If Eddie ever thought that somebody was on par with him, it was Dimebag Darrell from Pantera. He had mad respect for that guy. When Darrell got shot in the head onstage, that f–ked Eddie up. I had never seen him that upset.
Your story of Eddie holding a gun to Fred Durst’s head went viral. Why was he playing with Fred?
Limp Bizkit were looking for a guitar player to replace Wes Borland. It was no easy feat. Fred, Eddie and Jimmy Iovine found themselves at the same party, I think the Playboy mansion. Apparently, Jimmy said to Fred, “Hey, you should get Eddie Van Halen” while Eddie was standing there. Fred said, “F–k it, let’s do it.” Then Ed said, “F–k it, let’s jam.”
Eddie Van Halen was never going to join Limp Bizkit. I don’t think Iovine was serious either. Fred Durst is a really smart guy. Even if Eddie is f–king with you, he’s going to come to your house and play with you — that’s f–king awesome. Ed brought his own gear not because he was interested in replacing Borland, but because there is no f–king way Eddie will plug his guitar into anyone else’s rig. This is a testament to his perfectionism. Eddie brings his own cables, peddles, amps, heads. Ed told me, “It was like being a scholar amongst kindergartners.”
DJ Lethal started smoking weed and Ed smelled it. He hates weed. He associates it with laziness. When that happened, combined with the fact that he wasn’t exactly blown away by Limp Bizkit’s musicianship, Ed left. He showed up with the gun because he called Durst three times for his equipment and Fred ignored the calls. He felt disrespected.
Three repairmen tried to break in and steal Eddie’s guitars in November 2006. Were you scared he was going to kill them with his Uzi?
I came out after I heard the gun fire. I had to call this special number on the studio refrigerator for incidents like this. It was the LAPD captain’s private number. Sometimes, cops would drive around at night with a spotlight looking for stalkers in bushes. I thought Ed killed them. It’s 2 a.m. and he was firing an Uzi in the pitch black. He said to me, “Oh, come on. I was firing at their feet. I wasn’t aiming for them.”
You write in the book that Ed also held a gun to your head. Why did he do it, and what was going through your mind?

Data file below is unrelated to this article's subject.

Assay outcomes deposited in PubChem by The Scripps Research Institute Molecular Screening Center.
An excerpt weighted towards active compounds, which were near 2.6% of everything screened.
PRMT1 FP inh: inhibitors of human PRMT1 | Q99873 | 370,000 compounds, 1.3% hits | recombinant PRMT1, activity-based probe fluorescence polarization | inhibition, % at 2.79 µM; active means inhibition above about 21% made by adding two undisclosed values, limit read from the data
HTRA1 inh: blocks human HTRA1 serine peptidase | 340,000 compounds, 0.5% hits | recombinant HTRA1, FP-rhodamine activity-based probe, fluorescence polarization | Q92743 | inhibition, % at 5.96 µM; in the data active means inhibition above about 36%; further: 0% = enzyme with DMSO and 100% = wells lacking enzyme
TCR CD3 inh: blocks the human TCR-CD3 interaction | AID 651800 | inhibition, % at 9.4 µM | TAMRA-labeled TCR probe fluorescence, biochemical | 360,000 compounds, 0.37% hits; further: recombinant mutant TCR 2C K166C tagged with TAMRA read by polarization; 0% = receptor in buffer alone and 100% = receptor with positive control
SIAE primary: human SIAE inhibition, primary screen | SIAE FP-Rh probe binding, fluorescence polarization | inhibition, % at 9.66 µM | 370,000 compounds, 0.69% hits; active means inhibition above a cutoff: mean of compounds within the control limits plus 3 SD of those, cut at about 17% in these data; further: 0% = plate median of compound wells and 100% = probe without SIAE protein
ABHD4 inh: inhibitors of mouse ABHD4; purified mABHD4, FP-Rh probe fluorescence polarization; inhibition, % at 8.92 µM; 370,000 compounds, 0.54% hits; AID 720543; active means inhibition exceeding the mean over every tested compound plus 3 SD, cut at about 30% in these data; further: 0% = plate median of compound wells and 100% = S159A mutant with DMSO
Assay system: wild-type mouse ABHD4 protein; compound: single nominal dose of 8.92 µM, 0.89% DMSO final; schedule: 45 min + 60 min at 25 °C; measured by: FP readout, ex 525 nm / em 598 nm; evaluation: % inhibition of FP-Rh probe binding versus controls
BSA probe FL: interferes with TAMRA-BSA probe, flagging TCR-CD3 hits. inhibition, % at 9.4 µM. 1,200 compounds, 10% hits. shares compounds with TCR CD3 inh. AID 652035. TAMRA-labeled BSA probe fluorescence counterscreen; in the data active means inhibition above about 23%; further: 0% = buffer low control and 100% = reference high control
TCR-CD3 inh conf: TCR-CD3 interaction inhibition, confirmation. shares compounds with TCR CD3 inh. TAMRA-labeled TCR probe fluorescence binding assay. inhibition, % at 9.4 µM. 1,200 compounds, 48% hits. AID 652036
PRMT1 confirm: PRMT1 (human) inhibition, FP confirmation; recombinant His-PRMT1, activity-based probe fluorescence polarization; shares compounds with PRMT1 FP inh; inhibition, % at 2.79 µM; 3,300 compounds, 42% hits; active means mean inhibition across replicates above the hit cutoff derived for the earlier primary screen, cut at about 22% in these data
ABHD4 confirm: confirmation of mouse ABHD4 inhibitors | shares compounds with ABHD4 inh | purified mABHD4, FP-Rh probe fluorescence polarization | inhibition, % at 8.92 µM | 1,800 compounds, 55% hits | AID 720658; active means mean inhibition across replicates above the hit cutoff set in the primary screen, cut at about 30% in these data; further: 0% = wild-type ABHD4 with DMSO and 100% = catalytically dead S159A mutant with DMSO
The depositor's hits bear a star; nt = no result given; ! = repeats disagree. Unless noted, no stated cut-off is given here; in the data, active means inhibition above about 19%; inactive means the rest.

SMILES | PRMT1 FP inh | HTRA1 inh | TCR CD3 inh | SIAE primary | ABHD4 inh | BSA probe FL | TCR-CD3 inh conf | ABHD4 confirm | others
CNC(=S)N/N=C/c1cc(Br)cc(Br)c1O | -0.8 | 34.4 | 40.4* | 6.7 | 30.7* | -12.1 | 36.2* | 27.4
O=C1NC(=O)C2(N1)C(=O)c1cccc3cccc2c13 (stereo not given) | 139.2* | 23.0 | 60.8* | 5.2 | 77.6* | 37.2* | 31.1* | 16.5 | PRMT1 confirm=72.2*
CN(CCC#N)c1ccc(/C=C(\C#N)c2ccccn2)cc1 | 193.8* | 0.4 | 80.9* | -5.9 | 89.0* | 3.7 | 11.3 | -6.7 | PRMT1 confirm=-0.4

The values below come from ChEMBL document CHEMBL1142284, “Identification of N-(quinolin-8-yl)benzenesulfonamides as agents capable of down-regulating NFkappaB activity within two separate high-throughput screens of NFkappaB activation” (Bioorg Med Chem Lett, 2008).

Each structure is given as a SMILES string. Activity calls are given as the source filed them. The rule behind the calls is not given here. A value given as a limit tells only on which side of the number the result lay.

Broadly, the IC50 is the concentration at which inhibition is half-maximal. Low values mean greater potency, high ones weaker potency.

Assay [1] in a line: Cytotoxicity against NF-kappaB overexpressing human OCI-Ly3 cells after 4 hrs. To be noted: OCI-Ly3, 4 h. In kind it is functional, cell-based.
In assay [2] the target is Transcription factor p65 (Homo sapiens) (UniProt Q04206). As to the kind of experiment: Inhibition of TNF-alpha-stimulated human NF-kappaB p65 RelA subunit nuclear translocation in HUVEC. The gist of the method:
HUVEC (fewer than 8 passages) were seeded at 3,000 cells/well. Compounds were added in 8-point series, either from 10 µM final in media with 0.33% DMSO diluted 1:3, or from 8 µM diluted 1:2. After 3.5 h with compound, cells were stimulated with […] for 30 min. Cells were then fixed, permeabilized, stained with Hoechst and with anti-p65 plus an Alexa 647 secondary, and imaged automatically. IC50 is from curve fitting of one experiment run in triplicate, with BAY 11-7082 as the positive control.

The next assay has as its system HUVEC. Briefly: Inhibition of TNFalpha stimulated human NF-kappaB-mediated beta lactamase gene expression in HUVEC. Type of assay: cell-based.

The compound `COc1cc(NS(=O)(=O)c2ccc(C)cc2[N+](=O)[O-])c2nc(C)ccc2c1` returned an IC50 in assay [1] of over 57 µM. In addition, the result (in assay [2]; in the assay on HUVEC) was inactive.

Paranoia. I had gone over to meet David Lee Roth. I spent the day with him because there was talk of me documenting the 2007 tour, so it was in my best interest to get to know him better. I wanted a good relationship and comfortability with everyone in the band. Roth comes out with these two giant samurai swords and does this routine in his backyard, staring me dead in the eyes the entire time. Then pulls out these giant flags and starts waving and twirling them. Then he says, “Now do you get the image that is Diamond David Lee Roth?”
He wanted me to film his routine and have it projected on a screen while they played “Everybody Wants Some” on tour. I figured it probably wouldn’t become part of the show. Ed said, “Oh, f–k no. But if that f–ker wants to waste his money, go right ahead.” I eventually filmed it at the Forum. Ed watched it and said, “That motherf–ker.” Then he walked away. Sure enough, it never ended up on the stage.
So why was Ed so upset with you?
Even though I got permission from Ed to film, he thought it was disloyal. His mind was racing. He was asking if I talked about him, what I said, what’s in David’s house — bulls–t questions. I don’t know how to answer this without saying cocaine. I felt this thud hitting my head as I was sleeping. He had a 50-caliber Desert Eagle handgun pressed against my skull. I was frozen in fear, completely numb. He said, “So, friends with Dave now, are you?”
My first thought is that I was going to die and my body would be found in Downtown LA in a gutter with a needle in my arm. My parents would think I died as a junkie, no one would ever know what had happened to me. It was a f–ked-up moment of clarity where I accepted that I was going to die. After [what felt like] 30 minutes, he said, “F–k this, my arm hurts.” Then he got up and walked away. I quickly gathered all the hard drives, all the tapes and footage and left.
That was the last time you ever communicated with Eddie. What would you say to him now?
I’ve reached out to him. I’ve never gotten a single response. Right before the book came out, I wrote him an email that said you owe me $248,500. If you will have lunch with me for one hour and answer why you never paid me and why you held a gun to my head, I’ll forget everything. I’ll give you all of your footage. We will never speak of this ever again and you owe me nothing. I’ll hand you the hard drive and leave. At one point in time, he kissed me on the lips, and he told me he was going to pay me. He never did. At this point, I really want answers.
Eddie has been battling throat cancer for years. How has this affected you?
He always seemed immortal to me. I watched the man drink like a fish and damage his body. I watched the man beat cancer. He had part of his tongue missing because he had it cut out. Now he’s not doing well and it makes me really f–king depressed. I know that he’s really sick. It saddens me, because regardless of all the bulls–t, I considered him a friend. It feels like a really great relationship gone to waste. He meant a lot to me as a person. Did the man put a gun to my head and never pay me? Yes. Do I hate him? No. I f–king love him.